Harrisburg, PA – The Wolf Administration is urging the public to consider how COVID-19 could change or alter emergency preparedness plans leading into summer, when we face the threat of severe weather that comes with warmer weather.

“The Atlantic hurricane season started just last week and while Pennsylvania doesn’t often take a direct hit like coastal states, we face weather systems that can cause flooding or significant power outages,” said PEMA Executive Deputy Director Jeff Thomas. “The reality of COVID-19 will change the way people plan for emergencies, and the time to think about those changes is now, not in the middle of an emergency.”

Thomas said that families should review their emergency kits and plans. Emergency kits should be updated with COVID-19 necessities such as cloth masks, hand sanitizer, and medication.

Additionally, if Pennsylvanians plan to host friends or family who evacuate their homes for any reason, they should consider the need for additional emergency supplies, and plan for physical distancing measures to protect family or vulnerable loved ones.

 

Emergency managers, public health professionals and state, county and local officials are taking measures to reduce the possible spread of COVID-19 among people who seek safety in a disaster.

Tips to prepare to shelter from severe weather include:
• Knowing where to shelter if you do not typically shelter at home;
• Following guidance on when and where to shelter;
• Staying informed with weather alerts through cell phone alerts, a NOAA weather radio or twitter alerts; and
• Prepare an emergency kit with personal items you need in an emergency.

“Any actions to protect yourself from immediate threats to life safety should take priority, such as sheltering during severe weather,” Department of Health Deputy Secretary for Health Preparedness and Community Protection Ray Barishansky said. “However, whenever possible, all COVID-19 protective action guidance should be followed as long as it does not slow response or cause greater harm. It is essential that we act now to prepare for severe weather this summer.”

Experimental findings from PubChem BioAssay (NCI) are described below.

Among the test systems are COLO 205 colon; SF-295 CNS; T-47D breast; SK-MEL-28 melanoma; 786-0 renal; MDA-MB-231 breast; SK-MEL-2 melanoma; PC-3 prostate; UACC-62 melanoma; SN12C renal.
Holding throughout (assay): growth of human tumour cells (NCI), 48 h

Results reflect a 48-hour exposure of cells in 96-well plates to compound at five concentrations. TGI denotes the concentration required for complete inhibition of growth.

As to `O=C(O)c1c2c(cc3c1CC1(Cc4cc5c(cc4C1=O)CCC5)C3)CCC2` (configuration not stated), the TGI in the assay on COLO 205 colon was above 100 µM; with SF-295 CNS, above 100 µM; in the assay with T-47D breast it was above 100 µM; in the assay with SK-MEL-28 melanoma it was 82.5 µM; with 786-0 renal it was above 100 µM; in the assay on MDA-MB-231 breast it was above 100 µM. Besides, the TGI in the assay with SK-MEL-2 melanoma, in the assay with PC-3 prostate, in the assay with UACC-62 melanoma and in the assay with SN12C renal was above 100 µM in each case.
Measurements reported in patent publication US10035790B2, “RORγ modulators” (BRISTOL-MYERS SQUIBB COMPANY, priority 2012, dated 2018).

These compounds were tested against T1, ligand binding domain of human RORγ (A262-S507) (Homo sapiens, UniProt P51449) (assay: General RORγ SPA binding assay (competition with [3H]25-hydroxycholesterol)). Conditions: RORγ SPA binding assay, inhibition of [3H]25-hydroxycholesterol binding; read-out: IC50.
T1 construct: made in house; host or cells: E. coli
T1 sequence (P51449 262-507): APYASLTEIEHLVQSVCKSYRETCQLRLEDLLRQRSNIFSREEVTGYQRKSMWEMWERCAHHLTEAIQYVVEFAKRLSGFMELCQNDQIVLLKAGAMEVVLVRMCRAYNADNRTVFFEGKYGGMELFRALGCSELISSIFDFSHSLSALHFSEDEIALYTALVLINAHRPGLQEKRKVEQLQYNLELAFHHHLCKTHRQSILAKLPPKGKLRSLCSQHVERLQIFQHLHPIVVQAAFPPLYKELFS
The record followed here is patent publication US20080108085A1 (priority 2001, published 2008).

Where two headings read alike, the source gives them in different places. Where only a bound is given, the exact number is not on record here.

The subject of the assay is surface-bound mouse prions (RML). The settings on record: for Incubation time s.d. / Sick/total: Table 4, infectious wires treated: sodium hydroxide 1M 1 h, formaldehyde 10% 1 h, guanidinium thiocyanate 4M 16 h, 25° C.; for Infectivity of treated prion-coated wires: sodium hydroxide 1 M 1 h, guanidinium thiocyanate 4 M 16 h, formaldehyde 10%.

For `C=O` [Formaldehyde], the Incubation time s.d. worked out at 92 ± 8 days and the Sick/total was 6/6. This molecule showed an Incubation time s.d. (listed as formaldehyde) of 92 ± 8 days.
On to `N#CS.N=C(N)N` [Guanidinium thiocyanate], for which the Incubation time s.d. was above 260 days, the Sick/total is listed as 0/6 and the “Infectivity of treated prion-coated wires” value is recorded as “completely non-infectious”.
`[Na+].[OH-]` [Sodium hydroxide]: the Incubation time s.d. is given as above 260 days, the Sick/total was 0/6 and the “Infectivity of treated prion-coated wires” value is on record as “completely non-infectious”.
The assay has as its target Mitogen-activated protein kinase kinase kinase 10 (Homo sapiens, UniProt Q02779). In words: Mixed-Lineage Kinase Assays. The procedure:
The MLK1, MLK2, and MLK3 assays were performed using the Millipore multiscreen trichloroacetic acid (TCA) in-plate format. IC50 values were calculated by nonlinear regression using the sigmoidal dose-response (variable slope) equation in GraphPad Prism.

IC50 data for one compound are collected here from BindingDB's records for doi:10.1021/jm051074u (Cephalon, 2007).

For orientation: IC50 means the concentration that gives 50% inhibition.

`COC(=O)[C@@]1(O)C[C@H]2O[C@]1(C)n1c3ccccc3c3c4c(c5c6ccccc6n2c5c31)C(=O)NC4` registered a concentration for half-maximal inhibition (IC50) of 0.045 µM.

Families should have multiple ways to get severe weather alerts. A NOAA weather radio is an inexpensive and portable option that provides location-based weather alerts. Most models are battery-operated, but others can be powered via a USB connection, solar or by manually cranking a handle on the unit to store power.

Many media provide local weather alerts via text message, social media or apps that can be downloaded to a cellphone. Residents are encouraged to select one or more trusted media outlets, and sign up for the AlertPA notification system by CodeRED for emergency and weather related alerts, health notifications, building alerts, and other updates from commonwealth and federal agencies.

Keep in mind there should never be a cost for weather alerts, other than data and texting charges that may be levied by a wireless carrier.

There are five National Weather Service Offices that service Pennsylvania, and each makes weather information available via Twitter and Facebook: NWS Cleveland (Twitter, Facebook); NWS Pittsburgh (Twitter, Facebook); NWS State College (Twitter, Facebook): NWS Philadelphia/Mt. Holly (Twitter, Facebook); and NWS Binghamton (Twitter, Facebook). Users do not need a social media account to access the information shared on either platform.

For information and updates related to COVID-19, visit the Department of Health website at www.health.pa.gov or Facebook and Twitter.

More information about how to prepare for an emergency, including specific information for people with specialized needs such as pets or access and functional needs, is available on the ReadyPA webpage.